but denied all knowledge of their con
tents. "What was done by Admiral Schley's
ffying squadron to as-ertaln if the
Spanish fleet was at Santiago?" asked
"Nothing that I know of," said
Evans briskly, and went on to fay that
the shore batteries were ia range of
the Iowa's guns, but that no order was
received to open fire.
The Attack on tha Coloa. -
Evans described the attack on the
Spanish vessel Colon. He saw the
Massachusetts shells fall short, and
elevated the Iowa's guns until they
fired at a range of 11..KH) yards. One
shot fell near the stem of the Colon,
but no damage was done.
"Why did you not take the Iowa
nearer the Colon?" asked Captain Lem
ly. "Because my Instructions were to
follow! the flagship." 'answered Evans. J
w . I . .... i 1 i r .
admiral agreed with the other testi
mony given that it could have been
done off Santiago.
BATNER TACKLES TBE ADMIRAL,
Slemorandara that Evans RecelTed.bat I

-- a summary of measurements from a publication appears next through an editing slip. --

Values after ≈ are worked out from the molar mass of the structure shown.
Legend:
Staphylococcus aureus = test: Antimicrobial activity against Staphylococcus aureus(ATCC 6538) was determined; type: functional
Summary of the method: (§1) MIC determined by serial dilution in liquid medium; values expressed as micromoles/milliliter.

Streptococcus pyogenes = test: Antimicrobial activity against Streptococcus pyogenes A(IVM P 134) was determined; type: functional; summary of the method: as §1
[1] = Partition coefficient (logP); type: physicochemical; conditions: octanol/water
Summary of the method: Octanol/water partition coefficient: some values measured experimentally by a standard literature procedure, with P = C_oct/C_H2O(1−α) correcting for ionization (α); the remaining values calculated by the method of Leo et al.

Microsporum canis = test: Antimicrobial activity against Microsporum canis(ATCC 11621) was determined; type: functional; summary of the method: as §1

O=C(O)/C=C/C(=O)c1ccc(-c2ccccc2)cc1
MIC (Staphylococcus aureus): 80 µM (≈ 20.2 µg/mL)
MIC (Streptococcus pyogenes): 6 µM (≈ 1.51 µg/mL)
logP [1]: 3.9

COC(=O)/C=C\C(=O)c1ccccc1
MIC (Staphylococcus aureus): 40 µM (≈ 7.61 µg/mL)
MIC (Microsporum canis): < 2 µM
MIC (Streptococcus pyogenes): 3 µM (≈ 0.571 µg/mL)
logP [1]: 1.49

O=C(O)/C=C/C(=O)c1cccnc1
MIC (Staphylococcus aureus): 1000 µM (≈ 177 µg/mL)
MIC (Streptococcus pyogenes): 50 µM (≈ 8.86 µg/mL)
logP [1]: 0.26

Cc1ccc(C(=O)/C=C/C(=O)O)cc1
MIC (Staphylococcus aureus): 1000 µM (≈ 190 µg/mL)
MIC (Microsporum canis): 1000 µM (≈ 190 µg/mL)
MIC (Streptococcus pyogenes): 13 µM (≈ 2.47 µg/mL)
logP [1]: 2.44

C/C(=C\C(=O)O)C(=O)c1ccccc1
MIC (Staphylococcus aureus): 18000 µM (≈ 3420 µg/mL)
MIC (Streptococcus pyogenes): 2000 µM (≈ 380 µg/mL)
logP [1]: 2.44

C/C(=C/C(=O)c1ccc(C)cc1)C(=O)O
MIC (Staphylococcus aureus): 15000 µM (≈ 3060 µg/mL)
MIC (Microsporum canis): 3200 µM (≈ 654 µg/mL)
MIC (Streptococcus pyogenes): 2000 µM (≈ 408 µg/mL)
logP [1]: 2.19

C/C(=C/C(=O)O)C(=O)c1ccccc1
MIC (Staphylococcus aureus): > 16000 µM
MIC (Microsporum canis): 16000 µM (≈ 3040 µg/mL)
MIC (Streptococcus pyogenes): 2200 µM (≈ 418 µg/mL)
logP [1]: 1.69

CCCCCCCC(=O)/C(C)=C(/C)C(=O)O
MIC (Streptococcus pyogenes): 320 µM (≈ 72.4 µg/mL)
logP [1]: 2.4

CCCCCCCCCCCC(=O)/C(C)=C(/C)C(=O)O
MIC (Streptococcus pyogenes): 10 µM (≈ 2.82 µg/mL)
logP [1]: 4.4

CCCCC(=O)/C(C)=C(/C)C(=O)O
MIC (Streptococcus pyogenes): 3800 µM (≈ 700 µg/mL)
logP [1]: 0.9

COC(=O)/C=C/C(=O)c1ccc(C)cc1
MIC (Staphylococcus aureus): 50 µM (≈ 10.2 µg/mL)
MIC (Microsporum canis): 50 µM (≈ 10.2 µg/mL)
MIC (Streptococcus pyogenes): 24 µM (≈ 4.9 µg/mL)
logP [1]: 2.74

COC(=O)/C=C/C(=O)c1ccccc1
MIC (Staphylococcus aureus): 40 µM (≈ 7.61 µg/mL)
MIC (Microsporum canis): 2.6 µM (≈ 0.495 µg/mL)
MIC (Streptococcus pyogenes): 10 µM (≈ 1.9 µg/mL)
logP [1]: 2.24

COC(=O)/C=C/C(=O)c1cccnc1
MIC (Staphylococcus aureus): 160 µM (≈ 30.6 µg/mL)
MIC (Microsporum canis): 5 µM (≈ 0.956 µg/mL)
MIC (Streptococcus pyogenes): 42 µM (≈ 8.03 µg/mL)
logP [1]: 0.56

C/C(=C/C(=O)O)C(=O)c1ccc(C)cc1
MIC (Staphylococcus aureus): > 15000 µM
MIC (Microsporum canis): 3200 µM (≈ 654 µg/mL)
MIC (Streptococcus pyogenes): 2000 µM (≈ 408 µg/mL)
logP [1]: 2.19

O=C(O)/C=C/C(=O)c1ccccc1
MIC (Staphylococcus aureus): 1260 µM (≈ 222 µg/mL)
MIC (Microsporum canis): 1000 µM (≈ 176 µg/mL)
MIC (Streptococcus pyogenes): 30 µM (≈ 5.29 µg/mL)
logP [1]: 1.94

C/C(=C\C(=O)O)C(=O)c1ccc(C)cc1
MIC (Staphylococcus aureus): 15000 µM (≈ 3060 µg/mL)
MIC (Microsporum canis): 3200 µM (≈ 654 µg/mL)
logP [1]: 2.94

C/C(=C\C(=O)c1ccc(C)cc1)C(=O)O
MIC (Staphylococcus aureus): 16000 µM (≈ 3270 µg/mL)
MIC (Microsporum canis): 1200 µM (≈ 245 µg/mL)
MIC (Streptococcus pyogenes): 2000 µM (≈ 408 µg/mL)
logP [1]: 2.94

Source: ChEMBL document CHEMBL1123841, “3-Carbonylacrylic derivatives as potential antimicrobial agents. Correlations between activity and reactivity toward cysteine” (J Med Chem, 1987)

Wow Mima InK-
Admiral Evans told the story of the
fight at Santiago when Cervera's fleet
was knocked out, and then Kayner
took him in hand for cross-examination.
Evans said that he had left Key
West with tbe Iowa for Cienfuegos on
May 20, and that be knew before leav- t
Ing that jKrt that a secret code had'
been arranged for communicating with '
the insurgents on shore at Cienfuegos,
,.T H-i..L. i,.wi r,Im
"II came on board the Iowa." said
the witness, "to deliver dispatches to
me before ve got under way. To my
best knowledge and belief be gave me
a written memorandum containing
the secret code, but notwithstanding
I have made diligent search among my
papers for this document I have failed
to find It." I
Kayner asked: "When were those
dispatches delivered to commander
Schley V" 1
They wtre delivered between 12:30
n'l-lmi; nnd 1 o'clock ou the after
noon of tbe SJil." I
"Hid vou read the memorandum.
about signals given jou by Captain
Chad wick V" -
"Certainly I did, but not the dis
patches to Com-modore Schley." He
added In answer to questions that the
f.aid memoranda was tbe secret code. 1
and that be bad searched everywhere.
for it in vain. I
Then did you. Jnform Comma nder
Schley that this system of signals Dad
Deen arrangeu :
"I did not." It never entered my
mind that he did not know it." He
tetifled further that the question of
the commander-in-chief not hav
ing the signal code "never entered my
bead. If it had I should have paid, of
course, that the commanding officer of